She never knew who had betrayed her. Perhaps she had simply become too careless about using her magic. Maybe the neighbors had begun to wonder about the implausible bounty from their tiny garden, or the Navarres’ perpetual immunity to the frequent outbreaks of disease in their quartier. It did not really matter. One morning Reynand was accosted in the street by a pair of Bureau sergeants and brought in for interrogation at their dread headquarters on Chemin des Fougères. Elyssia thought he had just disappeared on one of his drinking binges. When he finally stumbled home after being released two days later he was shaken and confused. She had done too well at hiding her true self from him, as he had been able to tell the Bureau’s questioners nothing of value, and he could not comprehend why they had taken him in the first place. Elyssia knew enough about the Bureau to realize that once their suspicions were aroused, appearances to the contrary they would not be swayed until they made an arrest. They were probably watching the home now, and her. Etienne was on the floor playing with his toys, and he laughed at something he was doing, and Elyssia had to bite into her lip to silence her tears.
The first arrow took her in the shoulder. Teeth of fire clamped down and spun her around. Elyssia disintegrated the arrow with a flash from her fingertip and pressed her palm against the wound to heal it. A second strike gored into her lower back. Wincing, she threw her hands up and unleashed a wave of probing golden light into the air, intending it to paralyze the unseen archers. Cries tumbled from the rooftops, followed by a handful of bodies, but the barrage of arrows did not stop. Two more cut the air, piercing her thigh and her calf. They were being careful to avoid fatal shots, but she could not heal herself fast enough before more volleys came. She collapsed. Elyssia let the power fade from her hands. She sat still in the cold and the wet, bleeding, thinking of her son.
When the moment came for her to make the decision to leave, Elyssia agonized over whether or not to take little Etienne with her. She had already chosen her route: north, over the border where the Bureau could not follow, where it was storied that witches could walk freely, that the laws were far more permissive regarding magic. Elyssia had persuaded a sympathetic driver to take her out of the city, but from there it was some fifteen hundred miles through the worst of winter’s bite with Bureau eyes in every town and outpost on the way. Even with her powers it would be an arduous, perilous journey. Not one for a little boy. What did it say about the country when the safest place for a child was with his drunkard, philandering father and not his loving sorceress mother? As she kissed him good night for the last time, Elyssia whispered a promise into Etienne’s sleeping ears that whatever the cost, she would see him again. She blessed him with a final spell to keep him safe until that day. She slipped out the back door and stole away into the night as boreal wind turned rain to sleet.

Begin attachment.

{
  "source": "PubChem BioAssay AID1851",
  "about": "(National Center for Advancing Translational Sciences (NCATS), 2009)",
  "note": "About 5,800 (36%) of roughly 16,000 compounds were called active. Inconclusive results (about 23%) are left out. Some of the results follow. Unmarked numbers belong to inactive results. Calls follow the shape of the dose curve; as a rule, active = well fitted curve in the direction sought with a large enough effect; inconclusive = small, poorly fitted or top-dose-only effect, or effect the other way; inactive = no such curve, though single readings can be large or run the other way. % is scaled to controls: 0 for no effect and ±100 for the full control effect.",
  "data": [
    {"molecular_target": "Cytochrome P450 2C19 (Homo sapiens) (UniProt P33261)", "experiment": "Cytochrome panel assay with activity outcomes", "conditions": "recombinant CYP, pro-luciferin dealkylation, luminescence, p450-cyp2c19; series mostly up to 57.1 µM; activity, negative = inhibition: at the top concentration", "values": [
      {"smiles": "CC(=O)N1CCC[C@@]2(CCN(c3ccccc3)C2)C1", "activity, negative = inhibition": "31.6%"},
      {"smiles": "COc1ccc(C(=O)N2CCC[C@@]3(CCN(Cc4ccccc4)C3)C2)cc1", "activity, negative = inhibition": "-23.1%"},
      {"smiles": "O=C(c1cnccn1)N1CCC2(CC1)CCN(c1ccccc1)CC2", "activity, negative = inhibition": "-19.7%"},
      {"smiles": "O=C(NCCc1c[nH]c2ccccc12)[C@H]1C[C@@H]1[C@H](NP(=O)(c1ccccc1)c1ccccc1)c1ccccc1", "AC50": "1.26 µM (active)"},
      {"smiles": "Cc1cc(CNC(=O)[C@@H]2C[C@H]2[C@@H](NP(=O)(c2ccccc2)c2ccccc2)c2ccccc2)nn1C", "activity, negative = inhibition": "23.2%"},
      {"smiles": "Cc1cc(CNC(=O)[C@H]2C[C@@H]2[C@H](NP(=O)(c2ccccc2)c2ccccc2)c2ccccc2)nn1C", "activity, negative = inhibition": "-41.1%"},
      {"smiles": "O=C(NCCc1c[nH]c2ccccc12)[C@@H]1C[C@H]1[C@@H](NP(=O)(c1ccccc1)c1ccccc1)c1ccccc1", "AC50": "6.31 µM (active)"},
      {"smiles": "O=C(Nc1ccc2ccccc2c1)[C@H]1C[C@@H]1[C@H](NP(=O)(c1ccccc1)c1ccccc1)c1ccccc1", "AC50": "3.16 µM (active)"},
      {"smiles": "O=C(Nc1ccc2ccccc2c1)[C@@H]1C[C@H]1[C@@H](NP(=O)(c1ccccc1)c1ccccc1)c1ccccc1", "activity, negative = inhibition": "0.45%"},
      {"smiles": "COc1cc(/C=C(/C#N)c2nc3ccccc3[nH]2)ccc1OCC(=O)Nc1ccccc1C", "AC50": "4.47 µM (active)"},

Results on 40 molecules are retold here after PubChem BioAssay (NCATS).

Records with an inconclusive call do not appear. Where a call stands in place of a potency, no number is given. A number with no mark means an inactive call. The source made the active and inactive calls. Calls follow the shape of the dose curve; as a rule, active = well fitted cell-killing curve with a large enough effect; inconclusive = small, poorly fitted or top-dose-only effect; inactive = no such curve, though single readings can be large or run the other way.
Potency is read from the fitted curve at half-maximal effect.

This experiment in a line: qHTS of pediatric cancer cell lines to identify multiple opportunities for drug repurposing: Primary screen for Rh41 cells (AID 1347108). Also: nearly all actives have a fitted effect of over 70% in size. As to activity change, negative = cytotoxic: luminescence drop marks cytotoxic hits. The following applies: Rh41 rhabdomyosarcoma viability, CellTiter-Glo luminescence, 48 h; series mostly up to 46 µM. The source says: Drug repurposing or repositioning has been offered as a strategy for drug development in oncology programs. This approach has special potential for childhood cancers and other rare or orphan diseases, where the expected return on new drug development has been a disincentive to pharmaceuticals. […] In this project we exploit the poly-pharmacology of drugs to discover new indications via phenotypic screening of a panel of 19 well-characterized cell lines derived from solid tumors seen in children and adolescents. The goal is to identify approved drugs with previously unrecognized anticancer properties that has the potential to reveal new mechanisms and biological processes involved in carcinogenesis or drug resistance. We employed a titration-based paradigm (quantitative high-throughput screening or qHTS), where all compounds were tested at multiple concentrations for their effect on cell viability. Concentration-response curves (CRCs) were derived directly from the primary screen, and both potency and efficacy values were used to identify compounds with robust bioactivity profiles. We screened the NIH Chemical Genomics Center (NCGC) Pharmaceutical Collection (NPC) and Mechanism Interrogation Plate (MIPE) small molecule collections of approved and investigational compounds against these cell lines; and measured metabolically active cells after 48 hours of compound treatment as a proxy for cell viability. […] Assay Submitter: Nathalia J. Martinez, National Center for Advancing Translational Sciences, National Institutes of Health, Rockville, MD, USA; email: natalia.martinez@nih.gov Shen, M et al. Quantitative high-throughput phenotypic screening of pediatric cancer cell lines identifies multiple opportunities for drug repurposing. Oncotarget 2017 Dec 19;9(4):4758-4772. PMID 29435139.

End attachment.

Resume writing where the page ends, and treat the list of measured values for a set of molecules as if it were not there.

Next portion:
Bureau soldiers swarmed over her with prodding hands. They wrenched her arms behind her back and cuffed her wrists with iron chain. Then they gagged her with a scratchy burlap strip whose knot dug into the base of her skull. Elyssia sucked at precious whiffs of icy air through it. The soldiers formed a circle about her and trained their weapons on her. They were smart. First in intercepting her driver before she could make contact, then the chase, now in the capture. She might be able to free herself from the bonds, but they would fill her with arrows before she could take one liberated step. She heard the clopping of horses’ hooves and the whine of carriage wheels, the click of a door being opened and the wet thud of boots onto puddled stone. The soldiers stepped aside for this new arrival. He did not wear a Bureau or Armée uniform. He approached slowly and crouched beside her. Even in the limited orange light from the soldiers’ torches, Elyssia could see the cold, clinical mind behind his eyes, the total absence of compassion. She stopped thinking of Etienne and began to fear for herself. “Bonsoir, ma belle Madame de Navarre,” the man said without emotion. In an obvious imitation of a tenderness he clearly did not possess he brushed a lock of her hair away from her cheek. She tried to recoil. He grinned. “My name is Girard,” he told her. “You and I will be spending a lot of time together.”